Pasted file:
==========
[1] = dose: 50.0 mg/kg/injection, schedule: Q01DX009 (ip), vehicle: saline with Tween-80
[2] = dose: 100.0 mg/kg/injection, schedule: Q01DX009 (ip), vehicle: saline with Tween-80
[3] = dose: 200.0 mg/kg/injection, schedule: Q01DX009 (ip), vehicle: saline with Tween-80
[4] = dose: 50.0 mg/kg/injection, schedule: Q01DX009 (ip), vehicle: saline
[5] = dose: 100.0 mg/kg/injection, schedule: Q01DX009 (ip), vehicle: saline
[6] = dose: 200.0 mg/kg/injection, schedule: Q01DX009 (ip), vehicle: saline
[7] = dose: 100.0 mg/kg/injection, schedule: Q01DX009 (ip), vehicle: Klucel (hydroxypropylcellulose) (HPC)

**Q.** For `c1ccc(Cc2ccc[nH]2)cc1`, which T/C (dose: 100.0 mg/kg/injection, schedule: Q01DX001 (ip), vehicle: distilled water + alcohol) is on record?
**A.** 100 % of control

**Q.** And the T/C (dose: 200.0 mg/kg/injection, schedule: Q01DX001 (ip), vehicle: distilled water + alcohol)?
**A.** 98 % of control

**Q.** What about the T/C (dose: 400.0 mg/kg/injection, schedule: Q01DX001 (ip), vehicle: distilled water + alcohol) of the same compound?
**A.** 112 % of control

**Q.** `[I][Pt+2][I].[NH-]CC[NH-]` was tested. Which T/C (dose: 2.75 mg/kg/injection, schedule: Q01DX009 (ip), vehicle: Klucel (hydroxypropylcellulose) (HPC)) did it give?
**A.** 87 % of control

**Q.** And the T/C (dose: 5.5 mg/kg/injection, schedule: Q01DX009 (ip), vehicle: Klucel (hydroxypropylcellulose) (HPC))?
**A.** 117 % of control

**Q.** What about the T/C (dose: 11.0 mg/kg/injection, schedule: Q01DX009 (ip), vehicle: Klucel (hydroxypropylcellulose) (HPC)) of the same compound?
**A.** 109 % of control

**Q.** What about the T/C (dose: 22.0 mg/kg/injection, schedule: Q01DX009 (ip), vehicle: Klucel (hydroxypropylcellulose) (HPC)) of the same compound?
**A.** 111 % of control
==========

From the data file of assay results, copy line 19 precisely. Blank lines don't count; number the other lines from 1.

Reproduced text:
**A.** 109 % of control